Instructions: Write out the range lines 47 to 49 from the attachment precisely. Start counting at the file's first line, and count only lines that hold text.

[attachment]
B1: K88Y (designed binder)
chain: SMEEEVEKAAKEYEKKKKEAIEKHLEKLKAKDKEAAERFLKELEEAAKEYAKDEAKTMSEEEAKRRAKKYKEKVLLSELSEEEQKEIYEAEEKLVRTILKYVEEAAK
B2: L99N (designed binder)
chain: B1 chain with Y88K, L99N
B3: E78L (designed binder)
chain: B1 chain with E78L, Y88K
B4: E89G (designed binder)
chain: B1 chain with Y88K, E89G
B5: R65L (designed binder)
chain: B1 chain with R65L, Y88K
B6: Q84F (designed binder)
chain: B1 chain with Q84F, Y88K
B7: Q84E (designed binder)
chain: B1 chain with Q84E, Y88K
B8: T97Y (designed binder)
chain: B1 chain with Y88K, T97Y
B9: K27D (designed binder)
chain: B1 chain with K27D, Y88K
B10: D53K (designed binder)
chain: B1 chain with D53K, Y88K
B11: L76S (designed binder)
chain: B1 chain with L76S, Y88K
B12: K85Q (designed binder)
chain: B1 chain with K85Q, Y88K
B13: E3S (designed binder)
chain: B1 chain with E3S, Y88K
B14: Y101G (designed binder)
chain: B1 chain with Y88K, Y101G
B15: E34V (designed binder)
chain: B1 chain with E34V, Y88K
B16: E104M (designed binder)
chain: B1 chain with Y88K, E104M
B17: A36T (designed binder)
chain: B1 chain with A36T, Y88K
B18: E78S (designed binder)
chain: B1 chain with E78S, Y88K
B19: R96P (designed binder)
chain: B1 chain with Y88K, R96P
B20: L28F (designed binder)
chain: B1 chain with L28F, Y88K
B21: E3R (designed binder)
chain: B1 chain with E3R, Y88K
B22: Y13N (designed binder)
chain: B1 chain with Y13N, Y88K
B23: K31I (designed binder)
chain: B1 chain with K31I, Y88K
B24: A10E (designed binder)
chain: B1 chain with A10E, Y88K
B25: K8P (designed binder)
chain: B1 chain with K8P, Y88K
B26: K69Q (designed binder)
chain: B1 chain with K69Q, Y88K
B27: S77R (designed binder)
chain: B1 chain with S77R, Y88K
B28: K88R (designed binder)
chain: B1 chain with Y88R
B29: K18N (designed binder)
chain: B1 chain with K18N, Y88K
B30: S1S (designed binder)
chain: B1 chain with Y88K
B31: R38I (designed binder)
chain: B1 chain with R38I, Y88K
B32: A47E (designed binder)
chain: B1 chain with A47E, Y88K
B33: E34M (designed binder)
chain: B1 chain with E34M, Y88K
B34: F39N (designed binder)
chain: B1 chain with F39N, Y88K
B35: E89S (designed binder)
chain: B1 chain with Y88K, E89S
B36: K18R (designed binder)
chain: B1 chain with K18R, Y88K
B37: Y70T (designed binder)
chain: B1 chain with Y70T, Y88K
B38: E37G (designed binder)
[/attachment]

B24: A10E (designed binder)
chain: B1 chain with A10E, Y88K
B25: K8P (designed binder)